Amenorrhea of central genesis includes dysfunctions of both the cerebral cortex and subcortical structures (hypothalamic-pituitary amenorrhea). Violations of the hypothalamic-pituitary system can be functional, organic, and the result of congenital abnormalities. Amenorrhea of central Genesis is more often functional and, as a rule, occurs as a result of exposure to adverse environmental factors. 

Disruption mechanisms are implemented through the neurosecretory structures of the brain that regulate the tonic and cyclic secretion of gonadotropins. Under the influence of stress, there is an excessive release of endogenous opioids that reduce the formation of dopamine, as well as a decrease in the formation and release of gonadoliberins, which can lead to amenorrhea. With minor violations, the number of anovulatory cycles increases, and the luteal phase deficiency appears.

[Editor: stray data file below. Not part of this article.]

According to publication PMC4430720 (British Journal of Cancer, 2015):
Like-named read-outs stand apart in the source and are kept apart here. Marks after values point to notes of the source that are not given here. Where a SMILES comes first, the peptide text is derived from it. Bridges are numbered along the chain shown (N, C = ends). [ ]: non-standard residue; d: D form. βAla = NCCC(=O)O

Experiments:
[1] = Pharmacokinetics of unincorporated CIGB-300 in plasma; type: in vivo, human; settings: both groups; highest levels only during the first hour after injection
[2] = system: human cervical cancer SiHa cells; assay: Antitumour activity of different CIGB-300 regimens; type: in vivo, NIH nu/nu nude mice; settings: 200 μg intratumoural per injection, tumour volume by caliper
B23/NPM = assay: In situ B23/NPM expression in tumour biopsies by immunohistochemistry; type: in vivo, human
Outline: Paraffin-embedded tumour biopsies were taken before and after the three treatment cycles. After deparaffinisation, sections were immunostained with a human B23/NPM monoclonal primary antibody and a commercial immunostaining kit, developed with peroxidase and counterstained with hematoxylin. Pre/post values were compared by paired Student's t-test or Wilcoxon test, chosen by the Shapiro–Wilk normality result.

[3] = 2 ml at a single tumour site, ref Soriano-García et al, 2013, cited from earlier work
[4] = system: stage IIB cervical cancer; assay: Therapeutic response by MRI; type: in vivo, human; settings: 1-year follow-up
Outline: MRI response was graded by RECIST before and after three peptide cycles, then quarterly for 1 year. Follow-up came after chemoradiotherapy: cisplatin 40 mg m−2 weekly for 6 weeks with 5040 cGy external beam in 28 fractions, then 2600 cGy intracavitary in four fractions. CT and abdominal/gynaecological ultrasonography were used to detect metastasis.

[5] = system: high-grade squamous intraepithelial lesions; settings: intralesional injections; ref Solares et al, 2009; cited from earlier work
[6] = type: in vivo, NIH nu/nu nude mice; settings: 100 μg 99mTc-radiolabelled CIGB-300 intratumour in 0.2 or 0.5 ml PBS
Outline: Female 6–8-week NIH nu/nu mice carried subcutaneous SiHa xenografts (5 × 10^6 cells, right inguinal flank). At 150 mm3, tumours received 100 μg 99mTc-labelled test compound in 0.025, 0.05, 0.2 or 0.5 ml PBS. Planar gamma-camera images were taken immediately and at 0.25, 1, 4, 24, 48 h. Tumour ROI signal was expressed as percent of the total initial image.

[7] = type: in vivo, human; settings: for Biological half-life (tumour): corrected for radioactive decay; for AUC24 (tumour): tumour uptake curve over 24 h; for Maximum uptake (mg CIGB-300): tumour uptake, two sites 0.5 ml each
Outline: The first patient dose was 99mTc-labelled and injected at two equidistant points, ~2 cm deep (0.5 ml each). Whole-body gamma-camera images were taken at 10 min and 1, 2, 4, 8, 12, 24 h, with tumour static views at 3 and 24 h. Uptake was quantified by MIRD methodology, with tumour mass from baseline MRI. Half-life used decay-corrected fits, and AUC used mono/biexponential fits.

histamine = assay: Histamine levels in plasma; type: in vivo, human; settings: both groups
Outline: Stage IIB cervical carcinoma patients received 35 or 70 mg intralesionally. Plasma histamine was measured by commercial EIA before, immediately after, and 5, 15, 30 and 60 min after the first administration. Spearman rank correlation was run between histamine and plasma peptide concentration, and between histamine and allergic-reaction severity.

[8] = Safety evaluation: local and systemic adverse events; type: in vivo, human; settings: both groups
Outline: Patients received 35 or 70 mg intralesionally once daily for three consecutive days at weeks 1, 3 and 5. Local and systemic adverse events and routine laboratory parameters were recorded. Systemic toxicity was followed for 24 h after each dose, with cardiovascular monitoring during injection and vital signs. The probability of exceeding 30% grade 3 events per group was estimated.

The most common occurrence of central forms of amenorrhea is preceded by mental trauma, neuroinfection, intoxication, stress, and complicated pregnancy and childbirth. Amenorrhea is observed in every 3rd patient with schizophrenia and manic-depressive psychosis, especially in the period of exacerbation. Psychological stress and infectious diseases carried in childhood matter. Physical overloads associated with significant emotional-volitional stress can cause amenorrhea with mental, asthenoneurotic, astheno-depressive or asthenoipochondric disorders. Menstruation stops suddenly. Along with amenorrhea, irritability, tearfulness, headache, memory problems, health, sleep disorder are observed. During the war, due to the forced starvation, women became very thin, which led to a violation in the hypothalamic-pituitary area and to the so-called amenorrhea of wartime. This was facilitated by psycho-emotional stress.